Eight hundred plus years ago a group of people referred to as the Anasazi (or ancient ones) lived and roamed this region. For about 1,000 years they were here until they suddenly disappeared. Their departure corresponds closely with the migration into the area of a new people sometimes referenced as Shoshonean Native Americans; Navajo, Paiute, Ute and others. Based on the way these new tribes interacted with each other, one possible theory is that this new people may have forced the Anasazi out of the area, but some claim that the Hopi, Zuni, and Puebloan tribes are descendants of the Anasazi.
The Anasazi left their mark on the land with rock art seemingly pecked or painted on the walls of nearly every canyon of the southwest. Their homes of rock, and pit houses are still readily found among the rock formations and across plateaus where there is close access to water. At the height of the success of their culture the Anasazi may had a population in excess of 200,000 people in the four corners area (Utah, Colorado, New Mexico, and Arizona). Their must have been a significant system of trade among this large group of people that inhabited the region.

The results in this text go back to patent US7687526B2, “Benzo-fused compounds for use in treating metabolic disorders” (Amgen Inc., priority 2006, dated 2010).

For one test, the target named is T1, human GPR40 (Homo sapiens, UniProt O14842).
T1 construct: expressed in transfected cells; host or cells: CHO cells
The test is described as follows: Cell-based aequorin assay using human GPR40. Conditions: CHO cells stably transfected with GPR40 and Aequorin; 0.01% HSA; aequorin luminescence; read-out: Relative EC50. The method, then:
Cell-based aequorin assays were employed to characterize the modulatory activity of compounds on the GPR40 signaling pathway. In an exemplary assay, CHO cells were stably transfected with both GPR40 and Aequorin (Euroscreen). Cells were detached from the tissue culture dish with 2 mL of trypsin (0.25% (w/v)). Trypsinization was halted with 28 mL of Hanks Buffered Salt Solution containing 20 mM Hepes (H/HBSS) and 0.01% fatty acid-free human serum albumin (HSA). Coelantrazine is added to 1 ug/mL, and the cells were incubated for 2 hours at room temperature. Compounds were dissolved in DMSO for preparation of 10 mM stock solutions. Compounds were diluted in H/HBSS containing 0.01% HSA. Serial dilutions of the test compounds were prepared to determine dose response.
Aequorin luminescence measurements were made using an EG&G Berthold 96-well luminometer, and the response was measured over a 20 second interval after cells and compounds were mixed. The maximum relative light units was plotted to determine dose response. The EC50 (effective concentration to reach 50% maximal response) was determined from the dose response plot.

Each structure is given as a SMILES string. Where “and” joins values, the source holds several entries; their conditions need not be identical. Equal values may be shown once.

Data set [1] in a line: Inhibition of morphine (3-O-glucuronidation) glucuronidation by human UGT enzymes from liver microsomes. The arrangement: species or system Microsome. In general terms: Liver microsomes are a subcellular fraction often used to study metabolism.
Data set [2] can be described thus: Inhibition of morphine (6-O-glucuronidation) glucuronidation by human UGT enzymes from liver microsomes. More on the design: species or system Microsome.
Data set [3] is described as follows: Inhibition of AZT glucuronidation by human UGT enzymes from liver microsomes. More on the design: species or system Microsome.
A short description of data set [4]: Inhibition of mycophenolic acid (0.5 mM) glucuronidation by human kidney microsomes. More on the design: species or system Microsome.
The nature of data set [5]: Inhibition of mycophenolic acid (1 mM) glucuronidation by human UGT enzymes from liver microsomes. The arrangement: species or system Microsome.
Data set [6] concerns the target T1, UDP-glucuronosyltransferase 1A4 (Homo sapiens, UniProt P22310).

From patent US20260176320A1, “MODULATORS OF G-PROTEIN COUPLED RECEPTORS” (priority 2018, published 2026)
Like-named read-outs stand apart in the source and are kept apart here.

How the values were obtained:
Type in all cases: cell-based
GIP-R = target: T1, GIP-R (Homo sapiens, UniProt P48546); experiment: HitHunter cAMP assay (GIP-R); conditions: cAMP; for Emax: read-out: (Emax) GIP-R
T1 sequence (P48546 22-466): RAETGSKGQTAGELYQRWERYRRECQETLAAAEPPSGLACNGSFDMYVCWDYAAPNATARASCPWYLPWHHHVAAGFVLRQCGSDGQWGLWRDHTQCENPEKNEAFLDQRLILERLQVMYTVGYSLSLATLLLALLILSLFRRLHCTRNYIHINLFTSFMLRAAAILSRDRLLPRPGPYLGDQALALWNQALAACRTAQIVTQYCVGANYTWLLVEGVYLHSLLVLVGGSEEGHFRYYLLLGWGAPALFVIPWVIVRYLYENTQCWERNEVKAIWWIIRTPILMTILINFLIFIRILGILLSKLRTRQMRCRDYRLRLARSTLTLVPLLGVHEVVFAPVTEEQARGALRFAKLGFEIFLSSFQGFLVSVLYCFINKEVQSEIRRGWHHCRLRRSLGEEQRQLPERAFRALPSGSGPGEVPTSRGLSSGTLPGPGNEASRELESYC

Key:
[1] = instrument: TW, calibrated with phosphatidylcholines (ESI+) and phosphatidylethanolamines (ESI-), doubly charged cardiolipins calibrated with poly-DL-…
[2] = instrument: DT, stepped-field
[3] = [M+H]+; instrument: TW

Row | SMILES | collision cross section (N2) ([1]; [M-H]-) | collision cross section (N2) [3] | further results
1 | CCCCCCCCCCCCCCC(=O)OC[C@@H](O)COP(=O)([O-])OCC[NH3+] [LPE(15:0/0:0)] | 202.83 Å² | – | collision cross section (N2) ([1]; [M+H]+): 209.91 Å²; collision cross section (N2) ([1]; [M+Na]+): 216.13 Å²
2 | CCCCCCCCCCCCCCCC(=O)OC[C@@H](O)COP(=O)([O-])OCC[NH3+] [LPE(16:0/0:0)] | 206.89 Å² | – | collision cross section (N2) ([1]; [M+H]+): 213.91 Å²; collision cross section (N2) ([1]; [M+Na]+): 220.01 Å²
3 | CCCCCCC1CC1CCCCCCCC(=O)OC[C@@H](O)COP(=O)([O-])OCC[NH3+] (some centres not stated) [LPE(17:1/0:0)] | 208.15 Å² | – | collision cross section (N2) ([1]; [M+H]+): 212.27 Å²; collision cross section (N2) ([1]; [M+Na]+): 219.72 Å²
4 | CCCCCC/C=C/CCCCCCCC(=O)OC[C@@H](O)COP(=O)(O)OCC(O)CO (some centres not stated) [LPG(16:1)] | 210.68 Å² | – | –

In the 1700’s the Spanish explored the region, and then in the mid 1800’s European pioneers ventured into the area and began to build homes of their own. Today people from around the world live in this region which is still inhabited by the descendants of the various tribes of Native Americans, and European pioneers.